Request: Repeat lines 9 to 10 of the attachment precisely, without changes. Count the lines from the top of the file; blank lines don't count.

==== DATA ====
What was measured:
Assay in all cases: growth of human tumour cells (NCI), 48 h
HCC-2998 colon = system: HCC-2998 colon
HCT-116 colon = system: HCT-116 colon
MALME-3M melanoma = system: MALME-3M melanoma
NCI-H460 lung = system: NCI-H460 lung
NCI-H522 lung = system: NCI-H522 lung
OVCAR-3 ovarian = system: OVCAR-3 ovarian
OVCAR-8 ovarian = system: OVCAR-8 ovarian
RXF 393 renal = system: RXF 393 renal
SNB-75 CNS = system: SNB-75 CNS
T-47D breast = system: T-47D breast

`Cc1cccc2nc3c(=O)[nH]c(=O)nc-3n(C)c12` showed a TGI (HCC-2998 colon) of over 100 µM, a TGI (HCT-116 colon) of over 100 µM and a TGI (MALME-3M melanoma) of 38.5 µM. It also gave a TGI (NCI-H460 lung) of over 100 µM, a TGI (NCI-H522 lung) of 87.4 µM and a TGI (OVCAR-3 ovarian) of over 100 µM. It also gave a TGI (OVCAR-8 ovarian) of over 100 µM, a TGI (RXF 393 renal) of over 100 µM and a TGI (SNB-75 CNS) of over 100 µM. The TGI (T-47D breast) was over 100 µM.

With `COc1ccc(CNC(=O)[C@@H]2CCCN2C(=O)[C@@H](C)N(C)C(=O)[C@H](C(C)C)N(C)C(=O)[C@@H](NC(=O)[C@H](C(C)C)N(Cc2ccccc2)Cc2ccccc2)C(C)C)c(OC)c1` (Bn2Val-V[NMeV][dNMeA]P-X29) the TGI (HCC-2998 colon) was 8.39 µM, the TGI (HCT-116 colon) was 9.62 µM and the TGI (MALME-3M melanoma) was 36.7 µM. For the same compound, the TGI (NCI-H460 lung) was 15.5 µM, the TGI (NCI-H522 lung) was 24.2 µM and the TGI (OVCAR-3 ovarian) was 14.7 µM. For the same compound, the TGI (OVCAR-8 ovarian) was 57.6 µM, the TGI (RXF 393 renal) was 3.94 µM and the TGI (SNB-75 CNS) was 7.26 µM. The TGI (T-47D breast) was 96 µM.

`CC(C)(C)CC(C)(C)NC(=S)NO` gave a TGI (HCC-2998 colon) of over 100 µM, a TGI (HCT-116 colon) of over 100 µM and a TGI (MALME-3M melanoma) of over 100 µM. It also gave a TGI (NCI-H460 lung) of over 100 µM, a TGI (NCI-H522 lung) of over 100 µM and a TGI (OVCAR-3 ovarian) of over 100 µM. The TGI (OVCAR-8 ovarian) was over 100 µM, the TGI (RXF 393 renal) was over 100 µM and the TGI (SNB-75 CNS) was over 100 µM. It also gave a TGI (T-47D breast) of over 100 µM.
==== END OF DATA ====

OVCAR-8 ovarian = system: OVCAR-8 ovarian
RXF 393 renal = system: RXF 393 renal